When these particles are eaten by earthworms, the results are not good.
- New research from Anglia Ruskin University states that microplastics in soil are causing earthworms to lose weight.
- Soil affected by microplastics produces less crop yield due to less productive earthworms and lower pH levels.
- If this trend continues, our entire agricultural system could be compromised.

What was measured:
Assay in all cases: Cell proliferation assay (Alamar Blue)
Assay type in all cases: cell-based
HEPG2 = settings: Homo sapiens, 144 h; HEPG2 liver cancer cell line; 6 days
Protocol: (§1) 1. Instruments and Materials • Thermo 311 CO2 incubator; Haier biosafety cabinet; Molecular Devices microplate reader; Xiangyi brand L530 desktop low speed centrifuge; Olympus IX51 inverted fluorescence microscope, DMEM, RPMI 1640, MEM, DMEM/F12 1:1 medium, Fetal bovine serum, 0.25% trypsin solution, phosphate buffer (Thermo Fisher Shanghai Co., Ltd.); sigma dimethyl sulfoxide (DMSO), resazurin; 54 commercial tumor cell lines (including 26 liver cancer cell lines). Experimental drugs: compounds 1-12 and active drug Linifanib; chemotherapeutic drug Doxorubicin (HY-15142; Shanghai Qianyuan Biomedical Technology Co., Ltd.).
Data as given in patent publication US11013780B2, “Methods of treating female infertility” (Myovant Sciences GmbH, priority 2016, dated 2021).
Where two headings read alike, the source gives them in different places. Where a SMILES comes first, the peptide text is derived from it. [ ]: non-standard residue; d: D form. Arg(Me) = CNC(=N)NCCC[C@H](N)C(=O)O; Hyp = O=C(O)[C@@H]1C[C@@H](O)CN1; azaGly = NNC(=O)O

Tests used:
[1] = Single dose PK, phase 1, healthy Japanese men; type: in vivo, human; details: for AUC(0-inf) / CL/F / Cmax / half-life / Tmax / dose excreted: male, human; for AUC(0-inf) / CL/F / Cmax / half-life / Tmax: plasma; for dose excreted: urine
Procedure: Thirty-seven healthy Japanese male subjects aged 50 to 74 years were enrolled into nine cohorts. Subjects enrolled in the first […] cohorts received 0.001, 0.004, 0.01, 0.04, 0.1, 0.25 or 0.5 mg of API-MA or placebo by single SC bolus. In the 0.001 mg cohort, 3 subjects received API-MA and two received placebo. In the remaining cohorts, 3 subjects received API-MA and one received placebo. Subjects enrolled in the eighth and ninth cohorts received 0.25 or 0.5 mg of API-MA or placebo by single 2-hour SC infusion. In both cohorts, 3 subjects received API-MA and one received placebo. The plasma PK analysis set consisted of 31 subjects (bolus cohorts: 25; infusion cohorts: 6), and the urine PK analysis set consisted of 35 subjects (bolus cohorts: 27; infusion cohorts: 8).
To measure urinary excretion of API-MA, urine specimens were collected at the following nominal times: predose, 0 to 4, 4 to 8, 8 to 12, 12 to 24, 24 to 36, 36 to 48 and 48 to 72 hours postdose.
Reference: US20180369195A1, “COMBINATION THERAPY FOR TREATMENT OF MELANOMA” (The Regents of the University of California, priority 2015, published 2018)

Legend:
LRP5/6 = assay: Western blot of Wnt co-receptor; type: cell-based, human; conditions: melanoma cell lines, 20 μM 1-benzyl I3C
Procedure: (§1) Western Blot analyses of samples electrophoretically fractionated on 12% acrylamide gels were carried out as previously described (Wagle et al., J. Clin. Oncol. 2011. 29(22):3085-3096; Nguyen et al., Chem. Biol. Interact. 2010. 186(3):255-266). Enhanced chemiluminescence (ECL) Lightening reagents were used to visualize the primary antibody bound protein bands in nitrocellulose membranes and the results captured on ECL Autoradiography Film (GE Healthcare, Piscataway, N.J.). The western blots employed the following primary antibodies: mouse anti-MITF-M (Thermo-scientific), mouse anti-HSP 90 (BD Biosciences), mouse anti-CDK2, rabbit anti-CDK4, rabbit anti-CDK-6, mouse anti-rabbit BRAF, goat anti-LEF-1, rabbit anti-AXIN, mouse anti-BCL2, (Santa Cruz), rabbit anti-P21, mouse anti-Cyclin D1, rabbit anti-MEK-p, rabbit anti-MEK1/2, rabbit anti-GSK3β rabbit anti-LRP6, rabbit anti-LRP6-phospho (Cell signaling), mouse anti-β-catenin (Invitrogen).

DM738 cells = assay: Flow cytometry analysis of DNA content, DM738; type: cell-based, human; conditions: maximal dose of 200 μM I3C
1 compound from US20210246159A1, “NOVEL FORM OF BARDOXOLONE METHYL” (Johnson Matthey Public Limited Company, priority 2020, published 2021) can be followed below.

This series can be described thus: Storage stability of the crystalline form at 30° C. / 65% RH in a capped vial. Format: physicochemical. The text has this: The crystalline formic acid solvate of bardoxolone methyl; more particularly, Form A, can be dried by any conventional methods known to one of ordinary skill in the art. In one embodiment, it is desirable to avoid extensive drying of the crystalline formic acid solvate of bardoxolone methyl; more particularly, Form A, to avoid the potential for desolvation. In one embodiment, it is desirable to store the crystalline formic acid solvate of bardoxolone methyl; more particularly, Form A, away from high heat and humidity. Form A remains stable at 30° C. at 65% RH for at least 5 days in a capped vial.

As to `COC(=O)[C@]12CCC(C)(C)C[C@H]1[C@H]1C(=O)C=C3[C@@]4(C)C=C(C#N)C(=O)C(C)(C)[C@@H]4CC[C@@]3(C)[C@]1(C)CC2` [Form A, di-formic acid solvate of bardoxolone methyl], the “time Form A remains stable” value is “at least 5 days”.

Microplastics are everywhere | Sarah Dudas | TEDxBinghamtonUniversity<span style="display:block;position:relative;padding-top:56.25%;" class="rm-shortcode" data-rm-shortcode-id="a0f0c0566b5d3f51fba4540d77bb3b5e"><iframe type="lazy-iframe" data-runner-src="https://www.youtube.com/embed/jjsrmFUmyh4?rel=0" width="100%" height="auto" frameborder="0" scrolling="no" style="position:absolute;top:0;left:0;width:100%;height:100%;"></iframe></span><p>We often mistake broad names for processes as "extra." For example, dark matter, which represents 85 percent of all matter in the universe, is believed to non-baryonic, yet physicists recognize that it could be comprised of subatomic particles we haven't yet discovered. The universe isn't know for creating filler; usually, our own ignorance is the culprit.</p><p>"Dirt" and "soil," to non-farmers at least, are often treated as an earth layer; referencing it is often in the negative, as when a parent scolds a child for "playing in the dirt." But soil is a process, living and organic, dependent on decaying and dead matter constantly being churned through (by earthworms, for example) and recycled. </p><p>Soil is one of the major reasons that America has become a global power. Our fields supply an incredible amount of food for the planet. By contrast, China, with its billion-plus population to feed, struggles to produce adequate amounts of nutrition due to less fertile soil. This is, in fact, one of the undiscussed underpinnings of the current "trade war."</p><p>Damaged soil destroys not only ecosystems, but societies as well. When famers try to increase crop yield by introducing plastic mulches and irrigation, they're unknowingly polluting the soil with tons of microplastic particles. These particles are then ingested by earthworms (among other animals), causing them to lose weight.<span></span></p><p>The research team chose the most important grass grown in temperate regions; in grassland ecosystems ryegrass is abundant. A variety of ecosystems were used, some with added microplastics, one control without. Earthworms were most affected by HDPE microplastics, though any of the added particles made life worse for the worms.</p>